1781 The Articles of Confederation were adopted by Maryland. (See November 15th entry.)
1835 Richard Lawrence tried to assassinate President Andrew Jackson.
1882 Franklin D. Roosevelt was born.
1889 Crown Prince Rudolf of Austria and Baroness Marie Vetsera committed suicide at Mayerling, Austria.
1933 Adolf Hitler became Chancellor of Germany.
1948 Mohandas K. Gandhi was assassinated.
1972 British soldiers shot and killed thirteen civil rights marchers.
Turn on the evening news or pick up a newspaper, and the leading stories are, more often than not, bad news. Why? Because violence and tragedy grab our attention in a way that good news just can’t. This, you might say, was an attention grabbing day in history. In 1835, a demented painter named Richard Lawrence tried to assassinate President Andrew Jackson. In 1889, Crown Prince Rudolf of Austria, heir to the Austro-Hungarian empire, and Baroness Marie Vetsera committed suicide at Mayerling, Austria, triggering a major revolution in eastern Europe. In 1972, British soldiers shot and killed thirteen Roman Catholic civil rights marchers in Londonderry, Northern Ireland, in an incident that is still referred to as “Bloody Sunday” in the Emerald Isle. In 1933, Adolf Hitler became the Chancellor of Germany. That election launched his nation and the world into a full-scale war. But today also commemorates an ironic anniversary that reminds us that life is not always what we make it; sometimes life is what other people make for us. In 1948, the modem world’s greatest symbol of peaceful resistance, Mahatma Gandhi, was assassinated in New Delhi, India.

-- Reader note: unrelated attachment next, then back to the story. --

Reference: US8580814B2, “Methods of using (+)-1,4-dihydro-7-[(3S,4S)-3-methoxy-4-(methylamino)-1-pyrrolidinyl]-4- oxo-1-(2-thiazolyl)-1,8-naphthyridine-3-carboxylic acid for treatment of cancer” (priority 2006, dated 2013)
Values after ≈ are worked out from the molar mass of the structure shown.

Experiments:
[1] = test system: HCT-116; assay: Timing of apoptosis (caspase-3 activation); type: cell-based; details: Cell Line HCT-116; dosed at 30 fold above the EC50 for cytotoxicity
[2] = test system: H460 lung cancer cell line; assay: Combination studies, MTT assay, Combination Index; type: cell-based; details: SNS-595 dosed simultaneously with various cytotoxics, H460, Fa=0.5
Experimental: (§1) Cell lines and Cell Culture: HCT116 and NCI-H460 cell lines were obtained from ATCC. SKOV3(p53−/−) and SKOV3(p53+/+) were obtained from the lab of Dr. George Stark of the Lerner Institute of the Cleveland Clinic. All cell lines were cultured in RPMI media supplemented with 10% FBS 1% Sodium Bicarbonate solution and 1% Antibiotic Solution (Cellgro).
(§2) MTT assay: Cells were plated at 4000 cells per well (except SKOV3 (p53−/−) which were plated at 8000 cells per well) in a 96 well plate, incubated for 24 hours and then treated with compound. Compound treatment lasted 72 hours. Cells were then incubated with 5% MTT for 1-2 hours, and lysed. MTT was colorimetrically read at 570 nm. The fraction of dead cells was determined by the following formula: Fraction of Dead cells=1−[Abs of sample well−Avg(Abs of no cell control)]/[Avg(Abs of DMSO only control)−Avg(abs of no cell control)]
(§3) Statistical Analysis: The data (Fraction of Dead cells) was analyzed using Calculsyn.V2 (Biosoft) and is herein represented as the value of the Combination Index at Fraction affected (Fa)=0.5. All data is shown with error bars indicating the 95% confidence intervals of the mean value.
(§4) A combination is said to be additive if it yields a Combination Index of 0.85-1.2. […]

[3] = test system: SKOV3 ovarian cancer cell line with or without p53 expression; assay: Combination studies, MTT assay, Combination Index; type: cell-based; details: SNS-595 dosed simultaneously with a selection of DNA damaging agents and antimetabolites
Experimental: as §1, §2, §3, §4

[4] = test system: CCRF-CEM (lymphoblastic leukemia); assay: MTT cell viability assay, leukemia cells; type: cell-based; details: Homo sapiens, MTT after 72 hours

One of history’s true giants is a man who though stricken with polio, in tremendous pain, and unable to walk unaided, never appeared in public in a wheelchair. He knew that the people would not understand that he was more than capable. He brought a nation together; guided its people out of dark economic times; and proved that even in
The light of a great physical handicap, any individual can conquer any obstacle. On this day in 1882, Franklin Delano Roosevelt was born in Hyde Park, New York.
Americans everywhere should revere the number thirteen: It represents the number of colonies that fought to be a united nation of states; it marks the number of states that ratified the Articles of Confederation that united them; and the American flag’s original thirteen stars symbolized the courage and commitment that established our nation. Thirteen is an important number today because it was on this day in 1781, the Articles of Confederation were adopted by Maryland. It was the last of the original thirteen states to do so.